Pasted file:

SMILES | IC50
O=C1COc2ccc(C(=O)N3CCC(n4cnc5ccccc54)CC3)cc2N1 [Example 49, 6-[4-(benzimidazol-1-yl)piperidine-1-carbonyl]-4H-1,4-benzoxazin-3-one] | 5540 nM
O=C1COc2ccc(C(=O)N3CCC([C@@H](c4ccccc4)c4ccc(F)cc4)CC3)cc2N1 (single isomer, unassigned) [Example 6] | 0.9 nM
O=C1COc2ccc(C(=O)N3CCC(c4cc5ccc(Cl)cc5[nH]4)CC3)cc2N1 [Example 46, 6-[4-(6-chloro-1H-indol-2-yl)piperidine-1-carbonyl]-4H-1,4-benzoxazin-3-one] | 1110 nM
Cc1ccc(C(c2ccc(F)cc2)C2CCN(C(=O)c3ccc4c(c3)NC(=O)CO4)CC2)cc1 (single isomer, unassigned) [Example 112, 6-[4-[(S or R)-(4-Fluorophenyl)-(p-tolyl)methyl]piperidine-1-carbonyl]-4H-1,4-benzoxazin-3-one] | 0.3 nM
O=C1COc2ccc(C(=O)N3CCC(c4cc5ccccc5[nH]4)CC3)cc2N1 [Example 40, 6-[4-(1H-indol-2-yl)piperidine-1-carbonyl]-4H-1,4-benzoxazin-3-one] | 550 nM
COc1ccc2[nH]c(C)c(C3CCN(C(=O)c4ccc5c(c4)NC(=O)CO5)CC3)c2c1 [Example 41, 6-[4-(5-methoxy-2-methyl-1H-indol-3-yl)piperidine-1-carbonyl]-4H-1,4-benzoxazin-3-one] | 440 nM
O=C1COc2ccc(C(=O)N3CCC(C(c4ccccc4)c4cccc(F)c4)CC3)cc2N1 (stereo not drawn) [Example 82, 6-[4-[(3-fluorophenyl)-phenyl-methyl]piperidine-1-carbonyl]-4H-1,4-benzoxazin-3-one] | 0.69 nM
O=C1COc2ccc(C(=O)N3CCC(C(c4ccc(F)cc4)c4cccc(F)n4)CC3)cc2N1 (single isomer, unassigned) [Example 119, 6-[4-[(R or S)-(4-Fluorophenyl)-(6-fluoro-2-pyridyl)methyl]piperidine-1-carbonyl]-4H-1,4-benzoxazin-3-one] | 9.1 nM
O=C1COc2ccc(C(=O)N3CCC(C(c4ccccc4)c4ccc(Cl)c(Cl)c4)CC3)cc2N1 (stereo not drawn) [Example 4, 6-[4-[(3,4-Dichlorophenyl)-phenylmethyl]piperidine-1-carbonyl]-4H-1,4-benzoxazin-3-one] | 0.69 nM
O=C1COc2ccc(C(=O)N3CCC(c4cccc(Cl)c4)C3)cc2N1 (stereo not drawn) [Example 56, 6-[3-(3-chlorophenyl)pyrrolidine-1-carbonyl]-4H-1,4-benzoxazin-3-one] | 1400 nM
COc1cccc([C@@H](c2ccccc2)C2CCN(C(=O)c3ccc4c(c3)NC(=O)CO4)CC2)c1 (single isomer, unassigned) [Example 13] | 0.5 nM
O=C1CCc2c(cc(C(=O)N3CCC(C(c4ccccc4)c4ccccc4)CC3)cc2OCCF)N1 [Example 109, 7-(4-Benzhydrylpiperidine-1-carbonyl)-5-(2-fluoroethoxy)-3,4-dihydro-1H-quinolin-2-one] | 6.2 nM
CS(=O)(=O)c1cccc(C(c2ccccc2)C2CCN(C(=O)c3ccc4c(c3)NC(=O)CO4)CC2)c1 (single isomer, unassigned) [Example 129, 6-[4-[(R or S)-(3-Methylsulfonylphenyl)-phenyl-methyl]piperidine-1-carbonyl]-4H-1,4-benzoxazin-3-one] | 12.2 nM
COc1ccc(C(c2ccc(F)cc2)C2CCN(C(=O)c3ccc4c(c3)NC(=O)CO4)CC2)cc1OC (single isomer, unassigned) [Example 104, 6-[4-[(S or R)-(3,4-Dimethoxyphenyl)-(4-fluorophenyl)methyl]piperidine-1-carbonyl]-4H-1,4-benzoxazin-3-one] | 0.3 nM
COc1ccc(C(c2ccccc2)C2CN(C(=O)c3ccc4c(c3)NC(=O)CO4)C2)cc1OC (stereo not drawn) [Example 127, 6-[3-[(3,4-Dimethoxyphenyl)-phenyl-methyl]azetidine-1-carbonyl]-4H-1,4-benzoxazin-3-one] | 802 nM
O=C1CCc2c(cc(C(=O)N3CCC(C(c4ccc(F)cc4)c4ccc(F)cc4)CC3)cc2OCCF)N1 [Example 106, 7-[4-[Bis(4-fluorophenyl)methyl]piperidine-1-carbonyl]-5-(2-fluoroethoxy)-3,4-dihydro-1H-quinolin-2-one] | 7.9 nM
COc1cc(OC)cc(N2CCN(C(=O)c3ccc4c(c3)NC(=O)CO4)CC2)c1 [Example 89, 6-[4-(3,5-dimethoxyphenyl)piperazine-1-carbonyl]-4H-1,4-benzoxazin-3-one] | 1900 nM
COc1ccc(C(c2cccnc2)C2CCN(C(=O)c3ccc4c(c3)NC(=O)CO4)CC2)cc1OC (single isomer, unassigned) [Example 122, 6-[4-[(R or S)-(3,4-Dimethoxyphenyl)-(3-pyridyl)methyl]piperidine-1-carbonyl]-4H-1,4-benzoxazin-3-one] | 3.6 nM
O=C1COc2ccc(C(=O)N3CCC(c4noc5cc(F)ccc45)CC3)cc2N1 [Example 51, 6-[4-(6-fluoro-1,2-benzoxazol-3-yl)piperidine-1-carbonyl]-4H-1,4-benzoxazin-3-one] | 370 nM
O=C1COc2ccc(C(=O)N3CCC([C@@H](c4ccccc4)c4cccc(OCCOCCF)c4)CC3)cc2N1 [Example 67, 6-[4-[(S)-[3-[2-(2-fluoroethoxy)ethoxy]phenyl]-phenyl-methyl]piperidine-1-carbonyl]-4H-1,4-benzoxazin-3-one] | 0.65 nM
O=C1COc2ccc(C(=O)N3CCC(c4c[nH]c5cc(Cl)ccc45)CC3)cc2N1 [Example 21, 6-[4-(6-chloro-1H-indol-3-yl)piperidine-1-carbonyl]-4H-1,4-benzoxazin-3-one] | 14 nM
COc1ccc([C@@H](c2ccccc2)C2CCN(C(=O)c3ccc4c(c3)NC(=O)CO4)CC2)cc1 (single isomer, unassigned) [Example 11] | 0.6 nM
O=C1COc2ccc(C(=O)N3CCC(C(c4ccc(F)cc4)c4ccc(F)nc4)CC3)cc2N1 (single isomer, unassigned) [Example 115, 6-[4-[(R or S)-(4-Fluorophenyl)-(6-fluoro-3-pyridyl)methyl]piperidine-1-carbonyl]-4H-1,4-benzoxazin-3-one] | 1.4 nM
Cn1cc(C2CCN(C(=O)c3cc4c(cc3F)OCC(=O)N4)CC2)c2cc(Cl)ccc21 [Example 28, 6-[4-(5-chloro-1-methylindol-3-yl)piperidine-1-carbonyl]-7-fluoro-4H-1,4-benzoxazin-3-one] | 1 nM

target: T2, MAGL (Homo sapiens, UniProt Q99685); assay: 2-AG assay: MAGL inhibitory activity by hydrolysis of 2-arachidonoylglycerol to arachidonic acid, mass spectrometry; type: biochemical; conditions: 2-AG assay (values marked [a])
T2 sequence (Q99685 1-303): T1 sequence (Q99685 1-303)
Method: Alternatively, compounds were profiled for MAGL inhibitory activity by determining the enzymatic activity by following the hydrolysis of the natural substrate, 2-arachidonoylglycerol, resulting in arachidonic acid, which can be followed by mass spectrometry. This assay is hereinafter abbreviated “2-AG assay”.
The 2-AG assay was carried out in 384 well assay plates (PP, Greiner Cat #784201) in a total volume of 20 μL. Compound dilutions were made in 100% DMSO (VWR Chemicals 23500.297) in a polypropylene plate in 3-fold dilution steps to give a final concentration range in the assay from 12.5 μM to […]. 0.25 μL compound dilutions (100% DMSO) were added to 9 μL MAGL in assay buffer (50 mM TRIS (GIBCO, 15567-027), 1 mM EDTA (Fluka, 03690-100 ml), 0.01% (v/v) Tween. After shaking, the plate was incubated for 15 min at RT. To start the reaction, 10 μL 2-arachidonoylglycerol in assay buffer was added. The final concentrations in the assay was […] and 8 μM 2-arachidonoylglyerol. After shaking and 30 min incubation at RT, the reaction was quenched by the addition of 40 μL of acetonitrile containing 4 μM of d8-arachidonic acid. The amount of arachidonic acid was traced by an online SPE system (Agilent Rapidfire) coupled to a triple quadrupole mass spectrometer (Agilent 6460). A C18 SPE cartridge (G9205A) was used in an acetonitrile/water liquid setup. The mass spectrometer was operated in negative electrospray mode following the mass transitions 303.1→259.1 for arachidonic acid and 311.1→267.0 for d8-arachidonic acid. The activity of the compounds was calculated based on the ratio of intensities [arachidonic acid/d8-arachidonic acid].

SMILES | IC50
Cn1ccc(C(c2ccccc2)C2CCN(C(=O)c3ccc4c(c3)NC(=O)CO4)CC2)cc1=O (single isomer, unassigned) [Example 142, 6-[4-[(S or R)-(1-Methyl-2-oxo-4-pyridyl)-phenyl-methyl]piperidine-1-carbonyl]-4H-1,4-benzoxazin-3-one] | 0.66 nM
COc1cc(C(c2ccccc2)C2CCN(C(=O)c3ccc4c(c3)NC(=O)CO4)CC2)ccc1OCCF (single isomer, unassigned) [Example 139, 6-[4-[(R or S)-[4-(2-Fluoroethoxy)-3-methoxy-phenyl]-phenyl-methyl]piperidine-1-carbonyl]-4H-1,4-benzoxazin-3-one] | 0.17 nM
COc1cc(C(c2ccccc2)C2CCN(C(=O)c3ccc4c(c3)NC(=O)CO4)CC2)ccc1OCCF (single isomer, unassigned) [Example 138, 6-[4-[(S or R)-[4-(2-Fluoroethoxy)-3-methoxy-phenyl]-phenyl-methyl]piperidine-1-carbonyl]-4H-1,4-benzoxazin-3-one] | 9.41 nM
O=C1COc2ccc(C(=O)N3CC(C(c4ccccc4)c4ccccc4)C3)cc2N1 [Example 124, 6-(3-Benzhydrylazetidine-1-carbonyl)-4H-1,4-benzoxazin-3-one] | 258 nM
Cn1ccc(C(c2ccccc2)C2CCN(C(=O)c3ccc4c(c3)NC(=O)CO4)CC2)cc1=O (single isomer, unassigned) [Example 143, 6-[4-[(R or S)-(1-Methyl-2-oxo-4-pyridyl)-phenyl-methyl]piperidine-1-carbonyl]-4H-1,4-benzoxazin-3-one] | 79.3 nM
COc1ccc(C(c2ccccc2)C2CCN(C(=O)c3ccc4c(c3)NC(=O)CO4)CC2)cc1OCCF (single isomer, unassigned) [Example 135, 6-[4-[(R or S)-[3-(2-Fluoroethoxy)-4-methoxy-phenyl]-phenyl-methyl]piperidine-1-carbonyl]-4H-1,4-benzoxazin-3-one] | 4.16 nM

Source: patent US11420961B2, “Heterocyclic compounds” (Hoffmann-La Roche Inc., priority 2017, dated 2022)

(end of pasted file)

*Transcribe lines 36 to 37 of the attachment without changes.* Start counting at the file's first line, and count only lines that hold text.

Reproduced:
COc1ccc(C(c2ccccc2)C2CCN(C(=O)c3ccc4c(c3)NC(=O)CO4)CC2)cc1OCCF (single isomer, unassigned) [Example 135, 6-[4-[(R or S)-[3-(2-Fluoroethoxy)-4-methoxy-phenyl]-phenyl-methyl]piperidine-1-carbonyl]-4H-1,4-benzoxazin-3-one] | 4.16 nM

Source: patent US11420961B2, “Heterocyclic compounds” (Hoffmann-La Roche Inc., priority 2017, dated 2022)